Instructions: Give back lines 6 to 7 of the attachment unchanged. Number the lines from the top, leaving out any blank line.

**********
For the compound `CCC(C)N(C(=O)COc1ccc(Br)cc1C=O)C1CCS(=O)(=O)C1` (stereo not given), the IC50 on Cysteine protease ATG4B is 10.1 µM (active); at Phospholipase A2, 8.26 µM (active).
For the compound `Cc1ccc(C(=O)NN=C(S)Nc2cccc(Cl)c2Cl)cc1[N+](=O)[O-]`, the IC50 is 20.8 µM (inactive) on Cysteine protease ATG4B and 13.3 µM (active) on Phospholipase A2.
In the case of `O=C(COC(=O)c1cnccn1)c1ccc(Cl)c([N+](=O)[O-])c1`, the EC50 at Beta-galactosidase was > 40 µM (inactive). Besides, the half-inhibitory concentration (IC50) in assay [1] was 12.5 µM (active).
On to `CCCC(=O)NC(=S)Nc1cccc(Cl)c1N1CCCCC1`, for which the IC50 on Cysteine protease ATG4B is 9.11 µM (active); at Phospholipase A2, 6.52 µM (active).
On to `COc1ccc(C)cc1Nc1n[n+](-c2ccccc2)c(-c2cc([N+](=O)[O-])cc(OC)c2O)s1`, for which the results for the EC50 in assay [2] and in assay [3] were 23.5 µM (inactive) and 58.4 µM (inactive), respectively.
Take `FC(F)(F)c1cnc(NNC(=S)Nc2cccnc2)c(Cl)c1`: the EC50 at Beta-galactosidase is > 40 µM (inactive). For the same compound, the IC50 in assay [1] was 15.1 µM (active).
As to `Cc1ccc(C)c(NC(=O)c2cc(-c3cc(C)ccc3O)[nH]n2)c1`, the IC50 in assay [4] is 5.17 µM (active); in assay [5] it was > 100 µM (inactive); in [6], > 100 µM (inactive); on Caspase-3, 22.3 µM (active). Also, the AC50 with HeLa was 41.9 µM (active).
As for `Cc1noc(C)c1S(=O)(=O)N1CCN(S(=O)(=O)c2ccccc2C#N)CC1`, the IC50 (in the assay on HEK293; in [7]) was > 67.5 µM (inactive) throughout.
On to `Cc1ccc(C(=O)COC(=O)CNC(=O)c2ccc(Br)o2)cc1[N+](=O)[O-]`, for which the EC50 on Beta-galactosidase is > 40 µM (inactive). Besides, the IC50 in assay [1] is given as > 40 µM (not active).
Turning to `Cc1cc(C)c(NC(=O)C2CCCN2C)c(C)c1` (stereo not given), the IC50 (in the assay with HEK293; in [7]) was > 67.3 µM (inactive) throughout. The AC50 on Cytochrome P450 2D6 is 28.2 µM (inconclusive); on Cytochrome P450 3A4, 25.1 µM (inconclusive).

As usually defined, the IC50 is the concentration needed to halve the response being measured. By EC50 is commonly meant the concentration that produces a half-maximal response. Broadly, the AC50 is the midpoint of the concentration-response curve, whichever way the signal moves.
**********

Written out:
Take `FC(F)(F)c1cnc(NNC(=S)Nc2cccnc2)c(Cl)c1`: the EC50 at Beta-galactosidase is > 40 µM (inactive). For the same compound, the IC50 in assay [1] was 15.1 µM (active).
As to `Cc1ccc(C)c(NC(=O)c2cc(-c3cc(C)ccc3O)[nH]n2)c1`, the IC50 in assay [4] is 5.17 µM (active); in assay [5] it was > 100 µM (inactive); in [6], > 100 µM (inactive); on Caspase-3, 22.3 µM (active). Also, the AC50 with HeLa was 41.9 µM (active).